City of Sarasota hoping for FEMA funds out of Bipartisan Budget Act of 2018 to assist with emergency project on South Lido Key Beach

Earlier FEMA grant — for Hurricane Hermine damage — is too little to cover renourishment costs

South Lido Key Beach erosion is evident in the wake of recent hurricanes. Photo from the Lido Key Residents Association November 2017 newsletter

Last week, when Congress passed the Bipartisan Budget Act of 2018, it earmarked $23.5 billion to replenish the primary fund the Federal Emergency Management Agency (FEMA) uses for recovery and repair programs in the aftermath of natural disasters.

That gave City of Sarasota Engineer Alexandrea DavisShaw hope that the city finally might be able to secure enough grant funds for an emergency beach renourishment project on Lido Key, she told The Sarasota News Leader this week.

Previously, she said in a Feb. 12 telephone interview, the city received notification of an award of $114,000 from FEMA to replenish sand lost as a result of Hurricane Hermine’s assault on the Lido shoreline in the late summer of 2016.

The city had applied for $4.4 million, she pointed out, but FEMA based its award on a formula that took into account accretion of sand on the northern part of the island.

City staff had documented a loss of 11,973 cubic yards of sand on South Lido, she said. However, the FEMA formula determined that the city was eligible for funds to replenish a loss of 4,000 cubic yards of sand, she added.

City Manager Tom Barwin reported to the Lido Key Residents Association in November 2017 that South Lido lost 37,000 cubic yards of sand to Irma.

The $114,000, DavisShaw pointed out, “wasn’t a lot [of money].”

Alex DavisShaw. File photo

The city’s application to FEMA to deal with erosion caused by Hurricane Irma in September 2017 seeks $2.2 million, she said. “We’re just waiting to see how things shake out with this one.”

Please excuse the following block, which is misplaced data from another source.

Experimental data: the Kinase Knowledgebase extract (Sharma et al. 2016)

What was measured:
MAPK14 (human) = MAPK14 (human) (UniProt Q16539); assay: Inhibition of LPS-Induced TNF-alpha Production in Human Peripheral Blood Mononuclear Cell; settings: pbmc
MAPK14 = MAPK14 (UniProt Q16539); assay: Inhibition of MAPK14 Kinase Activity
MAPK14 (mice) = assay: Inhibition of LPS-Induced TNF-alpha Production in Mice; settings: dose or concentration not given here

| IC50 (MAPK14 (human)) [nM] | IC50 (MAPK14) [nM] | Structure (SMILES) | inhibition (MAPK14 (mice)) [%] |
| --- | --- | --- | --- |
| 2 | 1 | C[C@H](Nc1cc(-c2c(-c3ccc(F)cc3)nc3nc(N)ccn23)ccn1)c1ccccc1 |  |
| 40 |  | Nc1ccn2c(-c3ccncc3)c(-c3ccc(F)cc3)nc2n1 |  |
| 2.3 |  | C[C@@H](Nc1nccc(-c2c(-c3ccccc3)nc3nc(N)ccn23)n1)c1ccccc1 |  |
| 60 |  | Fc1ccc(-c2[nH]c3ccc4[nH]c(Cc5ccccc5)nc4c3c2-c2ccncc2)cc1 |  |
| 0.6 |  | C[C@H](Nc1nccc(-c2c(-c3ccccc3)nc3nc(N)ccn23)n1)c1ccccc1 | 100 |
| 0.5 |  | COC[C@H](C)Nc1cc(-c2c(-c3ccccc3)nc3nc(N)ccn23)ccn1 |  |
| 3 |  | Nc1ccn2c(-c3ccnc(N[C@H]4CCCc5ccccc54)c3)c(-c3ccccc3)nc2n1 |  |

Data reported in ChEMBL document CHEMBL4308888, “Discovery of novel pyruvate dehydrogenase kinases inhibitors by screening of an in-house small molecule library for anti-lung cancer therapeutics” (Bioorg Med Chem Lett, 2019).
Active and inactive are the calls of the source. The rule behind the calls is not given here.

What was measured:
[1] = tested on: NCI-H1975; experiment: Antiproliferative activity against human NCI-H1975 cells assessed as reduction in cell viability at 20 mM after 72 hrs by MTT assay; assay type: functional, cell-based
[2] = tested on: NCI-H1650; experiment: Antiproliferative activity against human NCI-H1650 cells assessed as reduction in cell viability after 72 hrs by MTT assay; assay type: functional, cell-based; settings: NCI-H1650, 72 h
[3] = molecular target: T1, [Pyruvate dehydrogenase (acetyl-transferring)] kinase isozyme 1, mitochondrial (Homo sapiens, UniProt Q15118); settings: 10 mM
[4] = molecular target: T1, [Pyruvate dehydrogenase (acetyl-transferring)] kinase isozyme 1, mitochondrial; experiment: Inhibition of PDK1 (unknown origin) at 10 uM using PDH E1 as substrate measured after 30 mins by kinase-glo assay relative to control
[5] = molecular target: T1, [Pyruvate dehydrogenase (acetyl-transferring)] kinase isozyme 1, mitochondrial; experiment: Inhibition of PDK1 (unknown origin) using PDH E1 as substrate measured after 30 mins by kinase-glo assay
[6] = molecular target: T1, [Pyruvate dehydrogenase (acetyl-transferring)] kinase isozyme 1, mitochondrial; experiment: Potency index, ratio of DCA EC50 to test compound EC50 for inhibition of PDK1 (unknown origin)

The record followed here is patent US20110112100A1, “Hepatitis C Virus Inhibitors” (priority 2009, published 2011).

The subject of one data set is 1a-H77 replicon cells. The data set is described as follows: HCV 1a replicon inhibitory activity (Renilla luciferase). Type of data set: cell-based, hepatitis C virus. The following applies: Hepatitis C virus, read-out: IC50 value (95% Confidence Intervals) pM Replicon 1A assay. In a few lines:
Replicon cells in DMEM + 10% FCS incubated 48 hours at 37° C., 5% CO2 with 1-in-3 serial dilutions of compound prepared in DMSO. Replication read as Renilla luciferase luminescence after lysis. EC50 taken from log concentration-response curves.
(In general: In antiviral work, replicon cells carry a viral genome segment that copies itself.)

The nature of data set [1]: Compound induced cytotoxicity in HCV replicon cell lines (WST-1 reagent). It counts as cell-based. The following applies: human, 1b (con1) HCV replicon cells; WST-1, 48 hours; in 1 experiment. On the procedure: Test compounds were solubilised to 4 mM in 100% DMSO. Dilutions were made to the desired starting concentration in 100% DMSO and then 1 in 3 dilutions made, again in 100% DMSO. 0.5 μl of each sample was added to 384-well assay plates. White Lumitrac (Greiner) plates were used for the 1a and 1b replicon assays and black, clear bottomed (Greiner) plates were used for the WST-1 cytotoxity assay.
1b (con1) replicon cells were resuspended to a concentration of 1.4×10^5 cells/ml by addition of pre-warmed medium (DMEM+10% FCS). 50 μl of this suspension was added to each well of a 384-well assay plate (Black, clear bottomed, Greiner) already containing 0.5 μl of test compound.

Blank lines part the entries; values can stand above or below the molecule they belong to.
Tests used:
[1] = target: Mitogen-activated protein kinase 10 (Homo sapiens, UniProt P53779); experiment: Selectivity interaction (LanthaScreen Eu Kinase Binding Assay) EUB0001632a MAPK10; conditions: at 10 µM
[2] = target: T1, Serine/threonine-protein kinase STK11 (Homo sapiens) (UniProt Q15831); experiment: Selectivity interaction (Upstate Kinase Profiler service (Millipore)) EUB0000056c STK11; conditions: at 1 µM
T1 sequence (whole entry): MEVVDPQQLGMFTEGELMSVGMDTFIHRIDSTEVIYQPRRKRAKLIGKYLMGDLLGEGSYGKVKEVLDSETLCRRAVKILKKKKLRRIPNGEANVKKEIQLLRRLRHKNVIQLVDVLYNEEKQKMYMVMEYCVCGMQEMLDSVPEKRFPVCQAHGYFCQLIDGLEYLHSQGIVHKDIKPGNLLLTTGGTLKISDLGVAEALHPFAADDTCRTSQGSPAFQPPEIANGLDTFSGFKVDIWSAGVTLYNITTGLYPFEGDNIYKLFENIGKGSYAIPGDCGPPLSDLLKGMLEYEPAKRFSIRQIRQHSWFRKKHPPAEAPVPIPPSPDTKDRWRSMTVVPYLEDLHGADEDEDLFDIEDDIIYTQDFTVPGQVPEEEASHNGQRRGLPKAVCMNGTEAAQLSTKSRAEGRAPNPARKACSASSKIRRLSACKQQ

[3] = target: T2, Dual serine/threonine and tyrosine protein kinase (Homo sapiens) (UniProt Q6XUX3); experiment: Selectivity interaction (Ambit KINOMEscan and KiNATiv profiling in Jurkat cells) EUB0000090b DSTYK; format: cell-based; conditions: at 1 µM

If the city received a significant enough portion of its Irma grant request, she continued, it could combine those funds with the earlier $114,000 and pursue an emergency project on Lido.

In the meantime, city staff also is awaiting the outcome of the Florida Division of Administrative Hearings (DOAH) proceeding, held in December 2017, regarding legal challenges to the proposed dredging of Big Sarasota Pass to renourish about 1.6 miles of South Lido. Based on the timeline Administrative Law Judge Bram D.E. Canter provided the parties at the end of that hearing, it will be at least two more months — at the earliest — before he rules on whether the Florida Department of Environmental Protection (FDEP) can issue a permit to the city and the U.S. Army Corps of Engineers (USACE) for that project.

The parties are awaiting the release of the certified transcript of the testimony. After that becomes available, the attorneys for all parties will have 30 days to provide written briefs to Canter with their recommendations for his order. Canter said he would take up to 45 days to make his decision after receiving those briefs.

The joint city/USACE renourishment project, if approved as proposed, is estimated to cost $21.5 million, according to documentation the city provided FDEP last summer.

In emails to city commissioners, Lido residents periodically express their vexation over the continuing delays. Most recently, the News Leader saw Vice Mayor Liz Alpert had responded on Feb. 4 to a resident of the Orchid Beach Club Residences on South Lido, who wrote the following on Feb. 3:

A radar image shows storm surge patterns created by Hurricane Hermine on Sept. 1 2016. Image from Weather Underground

“As a registered voter here, I would like to know what actions you have taken to date to alleviate our beach erosion conditions.”
Alpert replied, “Many people have been working a long time to take the steps necessary to combat beach erosion and to replace the sand that has been eroded.”

Referencing FDEP’s Dec. 22, 2016 Notice of Intent to issue the permit for the city/USACE project, she continued, “A suit was filed by some residents of Siesta Key to stop the dredging because of the fear that this would cause erosion to Siesta Key beach. The case is still working its way through the courts.”

She also suggested that if the man wanted to do so, he could contribute to a fund assisting with the legal expenses of the Lido Key Residents Association in the DOAH case. Canter allowed that association to intervene in the DOAH proceeding as a representative of property and business owners on Lido. Alpert referred the writer to Carl Shoffstall, president of the association.